With the possible exception of consumer apps, no market has exploded in the new millennium quite like marketing technology.
When chiefmartec.com started reporting on the space in 2011, it counted around 150 solutions. Today, it reports around 7,000. Put another way, 2018’s martech landscape contains more software products than those of 2011 through 2016 combined.
Like the app boom, however, martech madness has produced its fair share of growing pains. Marketers are struggling to understand the solutions available to them, much less how to use them or how to connect them to their other marketing efforts.
CMOs Are Buying; Marketers Aren’t Biting
The confusion around martech solutions hasn’t stopped CMOs from spending big money on them.
According to a Marketing Technology Industry Council report, the average B2B company spends somewhere between 10 and 19 percent of their budget on marketing technology. Software and tech companies spend even more, averaging 20 to 29 percent.
Despite the money being spent, however, few marketing teams are getting the most out of their tools. While the average enterprise uses a whopping 91 marketing cloud services, just 3 percent of marketers told communication firm Walker Sands that they’re getting the full value from their tools.
What explains the extraordinary gap between martech spending and actual use? While multiple trends may be to blame, the primary one is a proficiency gap. While 75 percent of marketing executives consider themselves proficient with martech, a Wipro Digital report found, just 6 percent say the same about their team members.
Compounding the proficiency challenge is one of marketing culture. Most marketers would much rather be developing a fresh campaign than learning new tech tools. The Marketing Technology Industry Council study found that 80 percent of surveyed marketers ranked learning or using martech software as one of their least favorite things to do.
The other trend in play is one that likely stems from the first two. Because few marketers are familiar with martech (and they don’t particularly want to learn), many find themselves stuck at the implementation stage. Although the Walker Sands study showed leadership-level blocks to martech adoption, such as budget and executive buy-in, decreasing year-over-year, it found a double-digit increase in those citing implementation or integration challenges.
The truth is, CMOs are struggling to spend their way out of internal martech issues. Agencies, for their part, are seizing the opportunity.
Agencies Are Joining Forces
Because almost all large companies have a marketing team, the agency model is built around supplementing skills that those corporations can’t or don’t want to develop in-house. But martech is just as new to digital and advertising agencies as it is their corporate partners; as a result, they’ve had to turn to niche firms to tackle the tech side of their creative campaigns.
That skill vacuum at corporations and larger agencies has sparked a trend that shows no signs of burning out: mergers of traditional ad agencies with their digital peers. For example, in 2013, WPP acquired Bottle Rocket, a Dallas-based mobile marketing software firm known for building NPR and NatGeo apps. Although WPP’s acquisition caught the marketing world’s attention, what shocked it was digital agencies like Deloitte doing the reverse: acquiring creative firms like Heat, a hotshot agency with video, social, and digital components. What Deloitte calls “creative digital consulting” is effectively the same model as WPP’s, where a traditional ad agency and a tech consulting partner join forces to provide services that are more than the sum of their parts.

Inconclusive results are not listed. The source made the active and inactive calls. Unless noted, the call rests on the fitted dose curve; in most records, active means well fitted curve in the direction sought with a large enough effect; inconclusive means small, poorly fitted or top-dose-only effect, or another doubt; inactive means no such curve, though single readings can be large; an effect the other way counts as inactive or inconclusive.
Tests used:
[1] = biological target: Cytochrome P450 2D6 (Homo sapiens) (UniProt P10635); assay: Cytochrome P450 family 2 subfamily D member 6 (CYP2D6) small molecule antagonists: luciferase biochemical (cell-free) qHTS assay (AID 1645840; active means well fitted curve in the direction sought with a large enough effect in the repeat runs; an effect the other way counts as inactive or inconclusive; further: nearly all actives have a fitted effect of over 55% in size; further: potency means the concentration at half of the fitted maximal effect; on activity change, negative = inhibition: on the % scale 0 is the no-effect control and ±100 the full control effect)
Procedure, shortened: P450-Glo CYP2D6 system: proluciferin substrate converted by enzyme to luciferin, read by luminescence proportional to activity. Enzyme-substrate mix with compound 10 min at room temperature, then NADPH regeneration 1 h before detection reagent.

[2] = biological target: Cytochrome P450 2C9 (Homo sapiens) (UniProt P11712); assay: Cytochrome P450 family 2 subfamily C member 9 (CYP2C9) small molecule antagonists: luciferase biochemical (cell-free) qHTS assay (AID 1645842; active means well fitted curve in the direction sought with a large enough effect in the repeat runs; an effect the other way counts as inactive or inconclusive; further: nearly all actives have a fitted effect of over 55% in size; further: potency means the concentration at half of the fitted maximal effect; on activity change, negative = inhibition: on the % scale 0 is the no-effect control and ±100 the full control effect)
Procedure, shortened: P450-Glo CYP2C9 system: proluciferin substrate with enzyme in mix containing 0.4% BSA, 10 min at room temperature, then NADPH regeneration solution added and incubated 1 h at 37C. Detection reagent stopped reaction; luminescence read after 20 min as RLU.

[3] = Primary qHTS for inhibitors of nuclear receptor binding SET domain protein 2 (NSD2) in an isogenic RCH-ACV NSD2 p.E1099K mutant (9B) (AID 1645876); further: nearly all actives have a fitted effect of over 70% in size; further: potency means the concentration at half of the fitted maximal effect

Will clients continue to seek out all-in-one agencies? Firms large and small seem to think so. Omnicom Group, one of the world’s largest marketing services and advertising agencies, recently acquired Credera, a boutique management and technology consulting firm based in Dallas. According to Credera President Justin Bell, single-service marketing firms are missing a lot of opportunity: “Marketing initiatives can no longer be siloed. They must integrate with an organization’s broader technology architecture and leverage insights to be successful.”
After a move away from agencies of record toward niche firms, the marketing world may finally be coming full circle. Companies struggling to make sense of marketing technologies are asking their advertising partners for help, but those traditional agencies know they need the expertise of martech startups to meet their clients’ full needs. If the spate of acquisitions is any sign, it’s an arrangement that’s here to stay.
2 thoughts on “Classic Advertising and Consulting Models Are Shifting — To Clients’ Benefit”
All the marketing technology in the world will not overcome bad and incomplete data. Firms need to invest more in the quality of their data vs. acquiring another technology. This is particularly true in B2B where contact level data decays at 50-60% per year. Find a person responsible for data accuracy in a company and you will also find a company successfully using marketing and sales technology.
Absolutely, you cannot build a strong strategy or effective content without solid data to back it up.
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